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Published byClifton Simon Modified over 7 years ago
What is cholesterol? A soft, waxy, fatty substance coming from your body and the food you eat. (It’s made in your liver.)
Why do we need cholesterol? Cholesterol helps produce cell membranes, hormones, vitamin D, and bile acids that help us digest fat.
Cholesterol also helps in the formation of your memories and is vital for neurological function. (Your liver makes about three- quarters or more of your body's cholesterol.)
What is the problem with cholesterol? Too much cholesterol can be harmful to your body.
Note High cholesterol doesn’t have any symptoms, so you won’t know you have it until you get tested. Talk to your doctor about having your cholesterol tested.
What are the different types of cholesterol? Cholesterol and other fats cannot dissolve in your blood. Carriers, called lipoproteins, transport them to and from cells.
Types of lipoproteins High-Density Lipoprotein (HDL) Low-Density Lipoprotein, LDL carries “good” cholesterol. carries “bad” cholesterol. It moves cholesterol away from the arteries. This reduces your risk of heart disease. It can build up on the artery wall and harden to form plaque. This increases your risk of heart disease. As plaque builds, it narrows and may clog your arteries. This condition is known as atherosclerosis.
Triglycerides Another type of fat, which comes from food, is also a factor of your total cholesterol level. When you eat, your body turns calories into energy. Calories that you do not use are changed into triglycerides and stored as fat. High triglycerides may cause damage to the lining of your arteries and increase your risk of heart disease.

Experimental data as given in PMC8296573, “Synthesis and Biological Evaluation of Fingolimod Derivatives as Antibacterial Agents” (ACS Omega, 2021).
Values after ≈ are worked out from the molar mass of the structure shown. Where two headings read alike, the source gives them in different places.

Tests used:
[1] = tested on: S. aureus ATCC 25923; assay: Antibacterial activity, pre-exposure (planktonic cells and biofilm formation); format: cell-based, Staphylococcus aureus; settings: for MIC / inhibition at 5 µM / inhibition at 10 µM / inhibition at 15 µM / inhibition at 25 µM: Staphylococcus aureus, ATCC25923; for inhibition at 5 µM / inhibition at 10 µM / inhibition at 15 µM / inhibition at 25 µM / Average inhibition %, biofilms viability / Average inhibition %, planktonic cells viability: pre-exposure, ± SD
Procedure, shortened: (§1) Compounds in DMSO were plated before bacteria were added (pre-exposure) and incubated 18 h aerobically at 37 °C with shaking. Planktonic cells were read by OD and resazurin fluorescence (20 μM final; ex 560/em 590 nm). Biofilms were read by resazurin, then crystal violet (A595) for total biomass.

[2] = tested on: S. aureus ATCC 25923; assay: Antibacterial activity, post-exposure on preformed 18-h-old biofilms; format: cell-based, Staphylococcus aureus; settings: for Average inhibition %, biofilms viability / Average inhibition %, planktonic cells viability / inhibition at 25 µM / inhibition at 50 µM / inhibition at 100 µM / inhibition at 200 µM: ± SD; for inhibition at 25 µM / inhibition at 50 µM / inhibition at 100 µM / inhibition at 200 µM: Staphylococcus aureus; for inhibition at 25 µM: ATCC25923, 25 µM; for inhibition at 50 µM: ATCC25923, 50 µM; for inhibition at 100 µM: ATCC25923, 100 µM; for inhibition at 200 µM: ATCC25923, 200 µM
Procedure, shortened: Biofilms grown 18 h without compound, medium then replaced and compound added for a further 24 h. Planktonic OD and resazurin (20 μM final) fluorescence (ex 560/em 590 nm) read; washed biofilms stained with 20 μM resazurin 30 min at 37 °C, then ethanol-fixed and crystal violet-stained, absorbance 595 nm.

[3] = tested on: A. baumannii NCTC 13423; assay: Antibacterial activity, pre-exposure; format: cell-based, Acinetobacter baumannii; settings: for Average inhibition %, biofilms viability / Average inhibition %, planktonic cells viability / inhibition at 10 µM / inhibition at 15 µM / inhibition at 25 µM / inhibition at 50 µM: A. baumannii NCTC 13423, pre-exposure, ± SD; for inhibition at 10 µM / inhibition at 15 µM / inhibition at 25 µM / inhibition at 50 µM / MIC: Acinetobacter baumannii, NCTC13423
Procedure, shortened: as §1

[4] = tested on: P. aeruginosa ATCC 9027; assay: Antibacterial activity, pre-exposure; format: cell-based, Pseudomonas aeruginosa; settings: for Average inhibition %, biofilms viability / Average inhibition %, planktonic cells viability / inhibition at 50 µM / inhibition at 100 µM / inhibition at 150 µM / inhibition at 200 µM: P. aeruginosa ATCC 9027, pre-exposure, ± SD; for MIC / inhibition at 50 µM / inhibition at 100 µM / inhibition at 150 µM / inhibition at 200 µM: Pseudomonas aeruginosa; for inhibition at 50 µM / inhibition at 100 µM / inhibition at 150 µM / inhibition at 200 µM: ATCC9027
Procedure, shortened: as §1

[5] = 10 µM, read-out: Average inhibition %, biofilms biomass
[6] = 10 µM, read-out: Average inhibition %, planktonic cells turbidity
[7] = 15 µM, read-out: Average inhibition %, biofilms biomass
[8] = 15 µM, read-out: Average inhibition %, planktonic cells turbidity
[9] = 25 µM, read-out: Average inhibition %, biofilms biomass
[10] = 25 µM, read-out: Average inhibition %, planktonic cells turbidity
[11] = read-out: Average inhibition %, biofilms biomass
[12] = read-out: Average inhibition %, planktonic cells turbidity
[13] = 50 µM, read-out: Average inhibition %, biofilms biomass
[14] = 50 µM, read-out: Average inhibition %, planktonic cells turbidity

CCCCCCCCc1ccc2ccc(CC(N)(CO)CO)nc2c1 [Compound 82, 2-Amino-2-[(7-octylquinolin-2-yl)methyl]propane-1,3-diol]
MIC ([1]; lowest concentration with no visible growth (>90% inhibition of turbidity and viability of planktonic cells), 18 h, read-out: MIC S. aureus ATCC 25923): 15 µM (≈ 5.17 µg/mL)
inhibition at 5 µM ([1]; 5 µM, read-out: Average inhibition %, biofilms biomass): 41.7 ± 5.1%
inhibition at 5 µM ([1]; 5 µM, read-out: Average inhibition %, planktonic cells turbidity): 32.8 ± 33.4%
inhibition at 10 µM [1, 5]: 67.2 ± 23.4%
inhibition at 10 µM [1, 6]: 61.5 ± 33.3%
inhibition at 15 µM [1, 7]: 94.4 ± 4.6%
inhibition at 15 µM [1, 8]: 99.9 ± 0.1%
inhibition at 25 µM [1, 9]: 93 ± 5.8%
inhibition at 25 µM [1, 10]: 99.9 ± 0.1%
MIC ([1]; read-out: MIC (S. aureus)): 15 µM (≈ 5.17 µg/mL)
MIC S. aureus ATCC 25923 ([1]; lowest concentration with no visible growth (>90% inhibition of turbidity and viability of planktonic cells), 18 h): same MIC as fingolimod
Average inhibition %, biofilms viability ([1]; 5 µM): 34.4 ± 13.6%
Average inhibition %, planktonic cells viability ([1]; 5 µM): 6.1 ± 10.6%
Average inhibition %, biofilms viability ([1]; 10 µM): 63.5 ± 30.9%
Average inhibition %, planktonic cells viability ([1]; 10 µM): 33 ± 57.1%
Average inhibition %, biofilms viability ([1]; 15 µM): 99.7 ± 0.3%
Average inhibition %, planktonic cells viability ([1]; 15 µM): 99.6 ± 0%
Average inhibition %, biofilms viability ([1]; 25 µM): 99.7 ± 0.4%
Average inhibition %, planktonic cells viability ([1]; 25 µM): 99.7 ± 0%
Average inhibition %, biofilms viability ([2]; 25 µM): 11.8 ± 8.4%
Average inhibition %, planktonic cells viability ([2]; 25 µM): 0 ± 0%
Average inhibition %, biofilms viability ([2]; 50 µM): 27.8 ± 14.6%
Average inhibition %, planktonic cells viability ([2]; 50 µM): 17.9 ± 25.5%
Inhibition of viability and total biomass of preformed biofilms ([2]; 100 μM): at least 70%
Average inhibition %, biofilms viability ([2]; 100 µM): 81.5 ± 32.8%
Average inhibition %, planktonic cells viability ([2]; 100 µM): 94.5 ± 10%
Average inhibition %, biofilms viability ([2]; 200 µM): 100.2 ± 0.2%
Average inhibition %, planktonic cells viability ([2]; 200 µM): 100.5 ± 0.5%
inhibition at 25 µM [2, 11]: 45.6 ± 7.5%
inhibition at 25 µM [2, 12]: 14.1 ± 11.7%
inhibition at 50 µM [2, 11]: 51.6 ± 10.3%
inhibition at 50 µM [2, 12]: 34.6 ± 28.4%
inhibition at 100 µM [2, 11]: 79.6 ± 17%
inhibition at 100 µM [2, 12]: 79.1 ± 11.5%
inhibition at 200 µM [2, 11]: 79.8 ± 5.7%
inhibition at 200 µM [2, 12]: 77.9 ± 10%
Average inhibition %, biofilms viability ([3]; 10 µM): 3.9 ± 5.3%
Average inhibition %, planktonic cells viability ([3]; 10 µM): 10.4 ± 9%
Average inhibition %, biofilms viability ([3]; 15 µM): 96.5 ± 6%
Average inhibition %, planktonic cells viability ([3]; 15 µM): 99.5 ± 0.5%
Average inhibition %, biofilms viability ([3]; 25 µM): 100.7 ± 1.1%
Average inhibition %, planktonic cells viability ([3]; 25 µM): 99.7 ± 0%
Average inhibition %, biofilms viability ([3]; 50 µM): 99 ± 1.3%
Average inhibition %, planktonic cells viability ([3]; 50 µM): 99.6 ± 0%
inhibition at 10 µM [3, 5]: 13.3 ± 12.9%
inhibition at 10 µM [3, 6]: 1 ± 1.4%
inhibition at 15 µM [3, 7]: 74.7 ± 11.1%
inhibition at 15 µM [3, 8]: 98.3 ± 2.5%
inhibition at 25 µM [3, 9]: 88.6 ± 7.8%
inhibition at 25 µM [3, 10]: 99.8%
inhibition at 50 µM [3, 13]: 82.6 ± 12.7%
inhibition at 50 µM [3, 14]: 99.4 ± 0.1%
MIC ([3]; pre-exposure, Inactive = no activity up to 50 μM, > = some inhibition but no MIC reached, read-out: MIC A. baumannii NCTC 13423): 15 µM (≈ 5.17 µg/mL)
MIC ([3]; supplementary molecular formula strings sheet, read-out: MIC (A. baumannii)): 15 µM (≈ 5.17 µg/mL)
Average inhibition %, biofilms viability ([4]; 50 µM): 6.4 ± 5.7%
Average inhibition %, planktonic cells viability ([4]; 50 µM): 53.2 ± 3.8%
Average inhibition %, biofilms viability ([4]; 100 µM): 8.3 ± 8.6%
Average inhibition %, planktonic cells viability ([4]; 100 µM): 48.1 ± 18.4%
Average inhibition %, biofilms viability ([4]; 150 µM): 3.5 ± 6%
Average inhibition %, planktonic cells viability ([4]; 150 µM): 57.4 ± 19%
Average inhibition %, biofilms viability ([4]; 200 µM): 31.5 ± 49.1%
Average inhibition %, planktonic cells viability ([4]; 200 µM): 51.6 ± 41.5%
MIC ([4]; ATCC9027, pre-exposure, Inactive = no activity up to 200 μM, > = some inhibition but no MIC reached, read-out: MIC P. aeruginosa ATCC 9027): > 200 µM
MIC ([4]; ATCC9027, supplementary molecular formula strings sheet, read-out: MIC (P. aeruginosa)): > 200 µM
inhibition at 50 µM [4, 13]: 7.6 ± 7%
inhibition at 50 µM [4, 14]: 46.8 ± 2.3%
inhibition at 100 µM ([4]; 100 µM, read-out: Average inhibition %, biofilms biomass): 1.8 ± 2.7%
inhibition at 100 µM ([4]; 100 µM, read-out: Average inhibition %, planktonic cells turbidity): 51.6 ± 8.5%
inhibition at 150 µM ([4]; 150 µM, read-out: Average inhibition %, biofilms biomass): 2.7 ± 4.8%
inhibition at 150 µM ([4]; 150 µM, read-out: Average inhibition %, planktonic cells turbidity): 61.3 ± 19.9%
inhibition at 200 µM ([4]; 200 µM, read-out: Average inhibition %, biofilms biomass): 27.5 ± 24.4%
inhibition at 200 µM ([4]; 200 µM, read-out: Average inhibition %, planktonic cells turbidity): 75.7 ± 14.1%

Your cholesterol numbers Total cholesterol guidelines < 200 mg/dL >= 240 mg/dL 200-239 mg/dL DesirableHighBorderline high
HDL cholesterol guidelines > 60 mg/dL < 40 mg/dL 40-59 mg/dL OptimalIncreased riskAcceptable
LDL cholesterol guidelines < 100 mg/dL > 190 mg/dL 160-189 mg/dL Optimal Very high High 130-159 mg/dL Borderline high 100-129 mg/dL Near/ above optimal
Triglycerides guidelines < 150 mg/dL > 500 mg/dL 150-199 mg/dL NormalVery high Borderline high 200-499 mg/dL High
Note If you have diabetes, heart disease, or you are at risk for a heart attack or stroke, your LDL goal my be different. Ask your doctor.
Medicine for Cholesterol Cholesterol medicine can help lower LDL cholesterol; raise HDL cholesterol; and help repair damaged arteries. It’s important to always take your medicine exactly as your doctor prescribes.
How You Can Lower Your Cholesterol Making changes in your lifestyle is the first step toward treating high cholesterol. Your doctor can help you make a plan. Stick to it.
You may need to: Lose weight Exercise Control your diabetes Lower high blood pressure Limit alcohol Quit smoking Add heart healthy foods to your diet
Lose Weight If you’re overweight, talk to your doctor about a weight-loss plan.
Exercise Regular exercise will help prevent high “bad” cholesterol and can raise “good” cholesterol. It can also help you get your weight under control, putting less strain on your heart.
Control Your Diabetes The American Diabetes Association recommends that you keep your A1C below 7%.
Limit Alcohol Moderate amounts of alcohol may help raise your HDL; but for your overall health, it’s best to limit your daily alcohol intake to one drink for women and two drinks for men.
Quit Smoking Make a plan with your doctor to quit, and stick to it.
Add Heart Healthy Foods to Your Diet Choose lean meats and poultry, and eat fish at least twice a week. Buy low-fat or fat-free dairy products. Eat five to nine servings of fruits and vegetables each day. Add fiber to your diet.
For More Information, Contact American Academy of Family Physicians www.familydoctor.org/online/ famdoces/home.html
American Heart Association www.americanheart.org/ presenter.jhtml?identifier=3015971 1-800-242-8721
Sources Cited http://articles.mercola.com/sites/articles/ar chive/2014/04/14/vitamin-d-cholesterol- levels.aspx http://articles.mercola.com/sites/articles/ar chive/2014/04/14/vitamin-d-cholesterol- levels.aspx
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